The Steven Spielberg Jewish Film Archive Collection

The Key

28 Minutes, Unknown date
Genre:
Short Film
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Directed by: Bernard Evslin
Production:Roni Yaakov
Production Company:United Jewish Appeal
Photographer: Yitzhak Herbst
Language: English
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Subtitles: English, Hebrew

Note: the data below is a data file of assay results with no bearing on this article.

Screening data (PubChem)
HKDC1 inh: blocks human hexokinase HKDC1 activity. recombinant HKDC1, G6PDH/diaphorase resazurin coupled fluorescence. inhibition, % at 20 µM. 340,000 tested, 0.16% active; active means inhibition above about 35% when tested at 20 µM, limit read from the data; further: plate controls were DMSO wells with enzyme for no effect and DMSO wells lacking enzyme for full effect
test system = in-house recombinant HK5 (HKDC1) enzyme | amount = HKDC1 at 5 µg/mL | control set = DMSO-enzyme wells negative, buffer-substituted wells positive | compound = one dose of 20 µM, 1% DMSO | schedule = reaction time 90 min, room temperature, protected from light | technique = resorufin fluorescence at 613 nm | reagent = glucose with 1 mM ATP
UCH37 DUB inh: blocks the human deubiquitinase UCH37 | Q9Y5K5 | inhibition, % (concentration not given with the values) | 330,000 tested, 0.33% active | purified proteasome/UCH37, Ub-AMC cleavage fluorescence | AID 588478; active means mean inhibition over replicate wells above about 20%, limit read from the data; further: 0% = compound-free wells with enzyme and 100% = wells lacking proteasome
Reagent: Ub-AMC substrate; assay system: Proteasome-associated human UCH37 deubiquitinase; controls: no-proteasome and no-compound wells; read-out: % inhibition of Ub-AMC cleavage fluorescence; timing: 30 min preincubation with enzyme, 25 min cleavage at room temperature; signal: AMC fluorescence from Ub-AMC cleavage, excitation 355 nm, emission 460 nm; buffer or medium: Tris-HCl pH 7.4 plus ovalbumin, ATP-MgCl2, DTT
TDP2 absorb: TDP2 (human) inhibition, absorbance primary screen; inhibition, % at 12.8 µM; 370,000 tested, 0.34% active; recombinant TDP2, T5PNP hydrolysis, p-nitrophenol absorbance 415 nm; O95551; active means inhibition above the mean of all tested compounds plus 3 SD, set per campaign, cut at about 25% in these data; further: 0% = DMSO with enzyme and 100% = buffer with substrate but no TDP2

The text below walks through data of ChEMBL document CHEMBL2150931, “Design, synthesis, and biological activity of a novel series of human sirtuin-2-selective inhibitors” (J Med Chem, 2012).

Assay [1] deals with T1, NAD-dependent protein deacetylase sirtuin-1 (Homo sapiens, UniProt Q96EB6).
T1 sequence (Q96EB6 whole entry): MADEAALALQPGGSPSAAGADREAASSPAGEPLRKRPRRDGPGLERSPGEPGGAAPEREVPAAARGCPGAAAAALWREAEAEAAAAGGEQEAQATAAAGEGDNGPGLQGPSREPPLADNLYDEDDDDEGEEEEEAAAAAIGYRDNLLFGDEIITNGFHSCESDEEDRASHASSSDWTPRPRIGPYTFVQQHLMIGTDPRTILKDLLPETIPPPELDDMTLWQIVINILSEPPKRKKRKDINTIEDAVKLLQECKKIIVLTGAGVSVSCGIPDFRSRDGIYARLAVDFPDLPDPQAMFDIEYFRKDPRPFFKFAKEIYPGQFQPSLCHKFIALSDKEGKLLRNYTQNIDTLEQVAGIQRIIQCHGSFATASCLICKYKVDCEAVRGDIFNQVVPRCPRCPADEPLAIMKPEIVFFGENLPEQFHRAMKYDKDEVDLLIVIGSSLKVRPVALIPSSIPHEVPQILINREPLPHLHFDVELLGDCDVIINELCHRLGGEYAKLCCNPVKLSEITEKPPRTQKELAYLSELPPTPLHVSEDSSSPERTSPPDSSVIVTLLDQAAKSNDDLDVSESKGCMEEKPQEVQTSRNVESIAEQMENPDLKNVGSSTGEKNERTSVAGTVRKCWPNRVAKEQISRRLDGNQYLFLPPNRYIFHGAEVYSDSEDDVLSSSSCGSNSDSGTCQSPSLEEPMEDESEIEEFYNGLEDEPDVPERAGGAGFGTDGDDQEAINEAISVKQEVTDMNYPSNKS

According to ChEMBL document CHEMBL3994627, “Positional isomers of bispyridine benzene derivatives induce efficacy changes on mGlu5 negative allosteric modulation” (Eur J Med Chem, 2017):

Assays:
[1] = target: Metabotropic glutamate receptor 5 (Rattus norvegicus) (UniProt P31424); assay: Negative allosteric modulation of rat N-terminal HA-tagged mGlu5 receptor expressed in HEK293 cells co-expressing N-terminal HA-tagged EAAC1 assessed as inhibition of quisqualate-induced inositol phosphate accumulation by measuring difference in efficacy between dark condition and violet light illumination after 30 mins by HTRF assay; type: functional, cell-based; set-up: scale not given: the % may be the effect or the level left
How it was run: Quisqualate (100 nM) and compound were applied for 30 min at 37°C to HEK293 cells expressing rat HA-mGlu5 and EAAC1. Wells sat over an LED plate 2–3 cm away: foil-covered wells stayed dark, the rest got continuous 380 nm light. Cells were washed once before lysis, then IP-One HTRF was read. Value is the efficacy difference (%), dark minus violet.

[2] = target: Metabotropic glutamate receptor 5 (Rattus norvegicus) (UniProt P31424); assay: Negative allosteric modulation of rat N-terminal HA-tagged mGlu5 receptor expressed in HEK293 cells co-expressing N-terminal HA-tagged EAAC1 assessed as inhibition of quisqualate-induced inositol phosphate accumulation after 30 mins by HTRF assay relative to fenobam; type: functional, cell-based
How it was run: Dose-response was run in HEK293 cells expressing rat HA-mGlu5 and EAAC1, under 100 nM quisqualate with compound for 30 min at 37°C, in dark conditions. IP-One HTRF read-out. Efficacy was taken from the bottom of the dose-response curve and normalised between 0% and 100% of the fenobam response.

A film produced by the united Jewish appeal. A boy named David Levi lives for seven years with his family on the Ma’abara (transit camp for new Jewish immigrants, typically from Muslim countries). One day he wanders nearby and discovers a proper home. David sneaks inside and is awed by the amenties. Hearing people apprach, he sneaks back out, only to witness a gentleman, presumably the representitive of the Jewish Agency, handing a key to new tennants. The representitive explains that the new neighborhood remains laregely unbuilt due to shortage of funds. David wanders between the new houses, finding a key similar to the one thatwas handed. That same day, David’s brother, Yosef, returns home of leave from the army. Yosef is appaled by the povery on the Ma’abarah as well as by its impact on his family’s spirit: the father is disgrunteled, the mother mournful, and his sister ran off in anguish. Yosef, too, retreats: returning to the army almost as soon as he arrived. David understands that he is the only member of the family determined enough to bring about change. He returns that night to the new neighborhood and speaks to the Agency representitive, asking for his family to be advanced in the waiting list. The representitive explains thathe cannot do anything, and asks the boy to be patient. David returns to thecabin, and gazes at his key with faith and hope. The film concludes with a fundraising speech by Herbert A. Friedman, Executive Vice-Chairman of the UJA.

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